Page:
Emergency physicians and other frontline clinicians are facing shortages of adequate PPE around the country amidst the COVID-19 pandemic.1 In response, they are addressing this through non-traditional means by self-supplying industrial devices meeting NIOSH standards. Unfortunately, there are numerous reports of hospital systems and administrators forbidding, shaming, and threatening physicians who elect to use a higher level of PPE than is currently provided or required by their hospital system. This statement is being issued in response to those occurrences. 

The WHO, CDC, and OSHA have issued rapidly changing PPE guidelines based on supply chain availability.1 OSHA guidance on preparing workplaces for COVID-19 states: “Workers, including those who work within 6 feet of patients known to be, or suspected of being, infected with SARS-CoV-2 and those performing aerosol-generating procedures, need to use respirators.” Doctors are specifically categorized as high or very high exposure risk jobs.2 OSHA guidelines authorize the use of other respirator devices that meet similar NIOSH standards (R/P95, N/R/P99, or N/R/P100 filtering face piece respirator; an air-purifying elastomeric (e.g., half-face or full-face) respirator with appropriate filters or cartridges; powered air purifying respirator (PAPR) with high-efficiency particulate arrestance (HEPA) filter).2 The CDC recommends N95 (or better) respirators for aerosolizing procedures.3 AAEM recognizes that sneezing and coughing also do, in fact, produce aerosols.4 Finally, the CDC recommends that “when the supply chain is restored, facilities with a respiratory protection program should return to use of respirators for patients with known or suspected COVID-19.”3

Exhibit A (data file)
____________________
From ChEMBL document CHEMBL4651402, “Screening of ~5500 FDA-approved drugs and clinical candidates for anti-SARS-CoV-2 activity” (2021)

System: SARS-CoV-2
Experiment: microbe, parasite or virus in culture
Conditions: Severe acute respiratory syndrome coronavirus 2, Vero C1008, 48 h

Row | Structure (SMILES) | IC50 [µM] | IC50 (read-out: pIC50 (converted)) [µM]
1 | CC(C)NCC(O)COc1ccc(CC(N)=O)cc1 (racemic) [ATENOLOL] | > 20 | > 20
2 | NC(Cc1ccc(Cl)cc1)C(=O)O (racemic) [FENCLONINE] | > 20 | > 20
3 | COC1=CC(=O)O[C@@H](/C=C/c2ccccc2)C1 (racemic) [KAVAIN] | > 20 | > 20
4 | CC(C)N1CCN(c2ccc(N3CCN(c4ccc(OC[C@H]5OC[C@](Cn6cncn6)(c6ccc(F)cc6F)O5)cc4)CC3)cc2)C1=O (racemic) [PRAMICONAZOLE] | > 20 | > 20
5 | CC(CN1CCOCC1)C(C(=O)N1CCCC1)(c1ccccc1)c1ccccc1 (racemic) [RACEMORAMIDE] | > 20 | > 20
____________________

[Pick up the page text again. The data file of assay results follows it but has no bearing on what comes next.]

1. COMMENTARY: COVID-19 transmission messages should hinge on science
  2. OSHA Guidance on Preparing Workplaces for COVID-19
  3. What Healthcare Personnel Should Know about Caring for Patients with Confirmed or Possible COVID-19 Infection
  4. Cough aerosol in healthy participants: fundamental knowledge to optimize droplet-spread infectious respiratory disease management